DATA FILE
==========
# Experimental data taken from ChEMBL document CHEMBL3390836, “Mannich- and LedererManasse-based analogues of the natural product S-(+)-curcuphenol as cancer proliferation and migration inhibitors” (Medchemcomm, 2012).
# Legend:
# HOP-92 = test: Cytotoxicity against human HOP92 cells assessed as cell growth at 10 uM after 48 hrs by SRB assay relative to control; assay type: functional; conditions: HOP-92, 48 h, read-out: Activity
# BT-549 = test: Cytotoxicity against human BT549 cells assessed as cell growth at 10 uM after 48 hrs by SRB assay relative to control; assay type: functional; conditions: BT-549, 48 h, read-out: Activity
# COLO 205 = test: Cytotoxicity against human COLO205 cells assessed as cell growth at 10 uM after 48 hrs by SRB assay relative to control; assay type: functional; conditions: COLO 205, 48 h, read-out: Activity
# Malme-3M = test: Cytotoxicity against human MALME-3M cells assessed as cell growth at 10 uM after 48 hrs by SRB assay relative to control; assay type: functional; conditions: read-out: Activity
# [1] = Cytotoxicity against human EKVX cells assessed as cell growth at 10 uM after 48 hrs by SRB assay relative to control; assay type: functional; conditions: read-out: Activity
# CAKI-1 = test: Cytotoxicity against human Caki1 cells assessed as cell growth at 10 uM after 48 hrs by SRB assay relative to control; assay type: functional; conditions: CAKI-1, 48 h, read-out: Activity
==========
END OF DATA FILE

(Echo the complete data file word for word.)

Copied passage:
# Experimental data taken from ChEMBL document CHEMBL3390836, “Mannich- and LedererManasse-based analogues of the natural product S-(+)-curcuphenol as cancer proliferation and migration inhibitors” (Medchemcomm, 2012).
# Legend:
# HOP-92 = test: Cytotoxicity against human HOP92 cells assessed as cell growth at 10 uM after 48 hrs by SRB assay relative to control; assay type: functional; conditions: HOP-92, 48 h, read-out: Activity
# BT-549 = test: Cytotoxicity against human BT549 cells assessed as cell growth at 10 uM after 48 hrs by SRB assay relative to control; assay type: functional; conditions: BT-549, 48 h, read-out: Activity
# COLO 205 = test: Cytotoxicity against human COLO205 cells assessed as cell growth at 10 uM after 48 hrs by SRB assay relative to control; assay type: functional; conditions: COLO 205, 48 h, read-out: Activity
# Malme-3M = test: Cytotoxicity against human MALME-3M cells assessed as cell growth at 10 uM after 48 hrs by SRB assay relative to control; assay type: functional; conditions: read-out: Activity
# [1] = Cytotoxicity against human EKVX cells assessed as cell growth at 10 uM after 48 hrs by SRB assay relative to control; assay type: functional; conditions: read-out: Activity
# CAKI-1 = test: Cytotoxicity against human Caki1 cells assessed as cell growth at 10 uM after 48 hrs by SRB assay relative to control; assay type: functional; conditions: CAKI-1, 48 h, read-out: Activity